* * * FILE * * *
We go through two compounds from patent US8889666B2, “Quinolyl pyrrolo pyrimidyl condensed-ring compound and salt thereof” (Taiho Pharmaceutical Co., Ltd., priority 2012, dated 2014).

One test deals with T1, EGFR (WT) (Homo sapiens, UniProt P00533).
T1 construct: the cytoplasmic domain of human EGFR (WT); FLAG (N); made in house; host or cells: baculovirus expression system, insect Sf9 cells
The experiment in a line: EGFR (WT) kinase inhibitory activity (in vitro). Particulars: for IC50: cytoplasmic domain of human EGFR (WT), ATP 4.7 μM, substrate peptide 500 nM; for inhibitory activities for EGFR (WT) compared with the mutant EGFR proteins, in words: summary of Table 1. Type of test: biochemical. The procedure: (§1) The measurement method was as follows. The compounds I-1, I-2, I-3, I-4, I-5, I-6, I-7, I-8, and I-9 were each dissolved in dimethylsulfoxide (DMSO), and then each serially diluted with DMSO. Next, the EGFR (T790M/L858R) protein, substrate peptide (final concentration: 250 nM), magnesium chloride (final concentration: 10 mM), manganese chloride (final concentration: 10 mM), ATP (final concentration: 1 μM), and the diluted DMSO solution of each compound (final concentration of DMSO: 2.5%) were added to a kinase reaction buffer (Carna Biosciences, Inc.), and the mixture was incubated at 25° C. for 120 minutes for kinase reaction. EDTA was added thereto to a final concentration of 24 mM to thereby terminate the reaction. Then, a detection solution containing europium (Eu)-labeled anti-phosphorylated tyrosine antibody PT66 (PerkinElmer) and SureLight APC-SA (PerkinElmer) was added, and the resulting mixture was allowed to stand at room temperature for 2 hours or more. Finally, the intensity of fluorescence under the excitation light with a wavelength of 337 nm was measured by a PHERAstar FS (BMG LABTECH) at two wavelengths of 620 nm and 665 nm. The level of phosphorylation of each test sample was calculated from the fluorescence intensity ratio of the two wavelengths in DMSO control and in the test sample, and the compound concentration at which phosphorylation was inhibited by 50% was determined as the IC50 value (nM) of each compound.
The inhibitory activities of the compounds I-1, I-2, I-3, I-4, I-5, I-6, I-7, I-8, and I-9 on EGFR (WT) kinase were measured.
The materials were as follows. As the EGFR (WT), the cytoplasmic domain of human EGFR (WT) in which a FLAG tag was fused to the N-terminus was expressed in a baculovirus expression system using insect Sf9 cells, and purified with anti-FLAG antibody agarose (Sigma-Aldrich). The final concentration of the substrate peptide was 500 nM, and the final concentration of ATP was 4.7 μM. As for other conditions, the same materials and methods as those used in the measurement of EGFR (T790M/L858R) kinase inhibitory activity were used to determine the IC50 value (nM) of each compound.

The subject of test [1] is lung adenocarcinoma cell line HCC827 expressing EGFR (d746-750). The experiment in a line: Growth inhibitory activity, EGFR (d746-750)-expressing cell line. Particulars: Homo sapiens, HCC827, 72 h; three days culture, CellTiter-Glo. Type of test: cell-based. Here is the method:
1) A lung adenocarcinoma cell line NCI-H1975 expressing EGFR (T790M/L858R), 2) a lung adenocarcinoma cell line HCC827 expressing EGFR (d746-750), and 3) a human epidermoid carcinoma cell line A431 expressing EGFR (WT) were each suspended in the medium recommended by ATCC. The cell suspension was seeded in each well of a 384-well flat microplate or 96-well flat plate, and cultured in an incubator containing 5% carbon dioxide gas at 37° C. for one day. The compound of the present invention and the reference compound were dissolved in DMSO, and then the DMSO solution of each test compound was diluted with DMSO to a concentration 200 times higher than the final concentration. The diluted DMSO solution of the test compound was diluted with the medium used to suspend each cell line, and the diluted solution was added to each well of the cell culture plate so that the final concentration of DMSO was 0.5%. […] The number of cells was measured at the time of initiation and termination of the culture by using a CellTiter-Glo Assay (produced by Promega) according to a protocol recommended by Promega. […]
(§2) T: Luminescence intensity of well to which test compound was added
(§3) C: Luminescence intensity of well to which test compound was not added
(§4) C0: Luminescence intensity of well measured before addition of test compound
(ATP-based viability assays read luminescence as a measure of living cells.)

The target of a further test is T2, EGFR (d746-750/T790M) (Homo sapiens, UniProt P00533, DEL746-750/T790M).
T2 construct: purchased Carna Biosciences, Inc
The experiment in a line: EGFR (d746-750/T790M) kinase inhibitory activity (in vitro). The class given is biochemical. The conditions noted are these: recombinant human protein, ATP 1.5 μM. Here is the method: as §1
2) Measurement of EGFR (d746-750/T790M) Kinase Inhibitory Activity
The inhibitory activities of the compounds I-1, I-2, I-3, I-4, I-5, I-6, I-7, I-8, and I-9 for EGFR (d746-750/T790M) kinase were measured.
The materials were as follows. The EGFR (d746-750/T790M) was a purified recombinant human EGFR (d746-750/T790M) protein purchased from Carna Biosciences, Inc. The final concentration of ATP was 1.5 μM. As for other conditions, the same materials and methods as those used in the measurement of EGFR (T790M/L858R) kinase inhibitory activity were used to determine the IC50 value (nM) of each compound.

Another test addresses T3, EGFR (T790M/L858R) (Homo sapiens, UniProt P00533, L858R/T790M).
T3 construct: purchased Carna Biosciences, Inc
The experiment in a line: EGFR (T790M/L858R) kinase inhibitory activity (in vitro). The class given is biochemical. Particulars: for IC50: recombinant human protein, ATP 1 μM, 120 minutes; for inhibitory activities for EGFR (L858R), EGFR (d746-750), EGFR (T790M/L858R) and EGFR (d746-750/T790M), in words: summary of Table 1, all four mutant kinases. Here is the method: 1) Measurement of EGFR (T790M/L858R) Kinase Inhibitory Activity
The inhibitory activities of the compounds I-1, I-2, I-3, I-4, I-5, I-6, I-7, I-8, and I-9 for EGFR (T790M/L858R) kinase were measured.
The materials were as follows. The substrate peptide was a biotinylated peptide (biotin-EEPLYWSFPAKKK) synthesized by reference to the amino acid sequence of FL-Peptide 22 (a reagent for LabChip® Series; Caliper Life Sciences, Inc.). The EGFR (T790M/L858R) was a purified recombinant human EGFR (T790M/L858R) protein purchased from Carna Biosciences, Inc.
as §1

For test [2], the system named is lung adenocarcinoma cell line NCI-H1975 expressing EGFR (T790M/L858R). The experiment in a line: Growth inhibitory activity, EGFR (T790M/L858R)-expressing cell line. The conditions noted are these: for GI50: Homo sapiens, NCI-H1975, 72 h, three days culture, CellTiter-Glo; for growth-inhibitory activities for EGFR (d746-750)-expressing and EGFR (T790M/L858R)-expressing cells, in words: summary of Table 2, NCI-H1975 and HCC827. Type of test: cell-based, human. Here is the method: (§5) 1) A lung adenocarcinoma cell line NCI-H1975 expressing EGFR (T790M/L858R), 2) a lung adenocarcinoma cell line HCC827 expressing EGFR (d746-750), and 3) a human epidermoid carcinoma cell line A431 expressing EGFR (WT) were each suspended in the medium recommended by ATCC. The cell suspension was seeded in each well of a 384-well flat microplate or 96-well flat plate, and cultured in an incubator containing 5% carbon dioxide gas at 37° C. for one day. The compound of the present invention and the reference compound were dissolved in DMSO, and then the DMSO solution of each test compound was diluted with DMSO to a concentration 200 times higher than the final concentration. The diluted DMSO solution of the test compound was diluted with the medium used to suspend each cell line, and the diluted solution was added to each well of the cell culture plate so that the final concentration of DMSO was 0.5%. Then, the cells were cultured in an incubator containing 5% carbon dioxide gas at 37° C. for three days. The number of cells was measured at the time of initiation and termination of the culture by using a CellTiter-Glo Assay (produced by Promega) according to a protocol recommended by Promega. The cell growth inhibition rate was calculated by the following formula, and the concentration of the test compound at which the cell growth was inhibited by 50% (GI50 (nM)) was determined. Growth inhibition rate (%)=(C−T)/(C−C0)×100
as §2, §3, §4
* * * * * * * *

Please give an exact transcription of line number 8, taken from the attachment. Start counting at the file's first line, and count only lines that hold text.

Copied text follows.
1) A lung adenocarcinoma cell line NCI-H1975 expressing EGFR (T790M/L858R), 2) a lung adenocarcinoma cell line HCC827 expressing EGFR (d746-750), and 3) a human epidermoid carcinoma cell line A431 expressing EGFR (WT) were each suspended in the medium recommended by ATCC. The cell suspension was seeded in each well of a 384-well flat microplate or 96-well flat plate, and cultured in an incubator containing 5% carbon dioxide gas at 37° C. for one day. The compound of the present invention and the reference compound were dissolved in DMSO, and then the DMSO solution of each test compound was diluted with DMSO to a concentration 200 times higher than the final concentration. The diluted DMSO solution of the test compound was diluted with the medium used to suspend each cell line, and the diluted solution was added to each well of the cell culture plate so that the final concentration of DMSO was 0.5%. […] The number of cells was measured at the time of initiation and termination of the culture by using a CellTiter-Glo Assay (produced by Promega) according to a protocol recommended by Promega. […]